The question of real change hinges on whether the exploited countries that are now mobilizing stay within the U.$.-dominated economic structure, or whether they look to each other and turn their back on the exploiter nations. While militarily and politically controlled by the United $tates, their economic relationship to imperialism is dominated by the European Union who was responsible for 50% of trade for countries in the southern Mediterranean region in 1998. A mere 3% of their trade was with each other that year.(2) In 2009, these percentages had not changed, despite the lofty promises of the Euro-Mediterranean Free Trade Area to develop trade between Arab countries.(3) Tunisia, where the first spark was lit, had 78% of its exports and 72% of its imports with the European Union. Compare these numbers to the ASEAN and MERCOSUR regional trade groups, also made up of predominately Third World countries, which had about 25% of their trade internally.(4)
The problem with Europe dominating trade in the region is based in the theories of "unequal exchange" that lead trade between imperialist and exploited countries to be inherently exploitative. Part of this is because the north African countries mostly produce agricultural goods and textiles, which they trade for manufactured goods from Europe. The former are more susceptible to manipulations in commodities markets that, of course, are controlled by the imperialist finance capitalists. The latter are priced high enough to pay European wages, resulting in a transfer of surplus value from the north African nations to the European workers.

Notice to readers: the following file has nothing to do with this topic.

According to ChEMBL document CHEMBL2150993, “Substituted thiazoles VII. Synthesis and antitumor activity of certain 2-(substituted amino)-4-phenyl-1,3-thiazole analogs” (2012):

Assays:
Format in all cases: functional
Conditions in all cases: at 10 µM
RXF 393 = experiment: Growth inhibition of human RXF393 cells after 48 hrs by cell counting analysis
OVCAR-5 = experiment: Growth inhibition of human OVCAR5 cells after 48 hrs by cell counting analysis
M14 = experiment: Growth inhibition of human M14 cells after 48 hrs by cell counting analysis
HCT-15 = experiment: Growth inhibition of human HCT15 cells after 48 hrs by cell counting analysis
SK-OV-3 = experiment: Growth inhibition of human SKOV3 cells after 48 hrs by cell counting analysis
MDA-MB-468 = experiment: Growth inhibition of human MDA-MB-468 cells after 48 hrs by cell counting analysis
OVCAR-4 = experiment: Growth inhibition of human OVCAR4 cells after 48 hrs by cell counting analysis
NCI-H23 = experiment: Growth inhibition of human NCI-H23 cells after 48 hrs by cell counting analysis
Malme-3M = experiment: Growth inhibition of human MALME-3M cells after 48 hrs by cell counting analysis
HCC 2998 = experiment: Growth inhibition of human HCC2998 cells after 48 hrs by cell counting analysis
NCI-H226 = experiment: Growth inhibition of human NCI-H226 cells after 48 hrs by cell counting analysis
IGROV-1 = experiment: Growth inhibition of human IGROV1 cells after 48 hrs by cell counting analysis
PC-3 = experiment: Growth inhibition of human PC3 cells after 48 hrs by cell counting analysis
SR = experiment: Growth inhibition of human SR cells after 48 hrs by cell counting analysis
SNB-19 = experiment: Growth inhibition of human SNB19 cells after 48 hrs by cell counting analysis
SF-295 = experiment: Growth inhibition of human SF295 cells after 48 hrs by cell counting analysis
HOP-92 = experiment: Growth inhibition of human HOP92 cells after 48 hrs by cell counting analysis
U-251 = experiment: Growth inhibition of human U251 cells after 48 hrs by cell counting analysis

In order to develop industries for the European market, these countries have been forced to accept Structural Adjustment Programs (SAPs) from the various world banking systems (World Bank, International Monetary Fund). This has further tied the governments to imperialist interests over the years, as SAPs have many strings attached. The loans themselves, which are larger in this region than for the average Third World country (5), serve to transfer vast amounts of wealth from the debtor nations to the lender nations in the form of interest payments.
Countries in the Middle East and north Africa generally have greater relative wealth compared with Third World countries in the rest of Africa, Asia and Latin America. As a result the people in these countries enjoy higher levels of education, better health and fewer people living in poverty.(see World Bank, World Health Organization and CIA statistics) General trends since WWII are a growing middle class with an emigrant population that expanded and benefited from European reconstruction up to the 1980s. Since then immigration restrictions have increased in the European countries, particularly connected to "security" concerns after 9/11. The north African countries relate to the European Union similar to how Mexico does to the United $tates, but Mexico remains more economically independent by comparison. These uprisings are certainly connected to the growing population and the shrinking job market with slower migration to the EU.
Locally, there are economic differences within the region that are important as well. Other than the stick of oppressive regimes, some governments in the region have been able to use their oil revenues as a carrot to slow proletarian unity. Even so, extreme international debt, increasing unemployment with decreasing migration opportunities and the overall levels of poverty indicate that these countries are part of the global proletariat.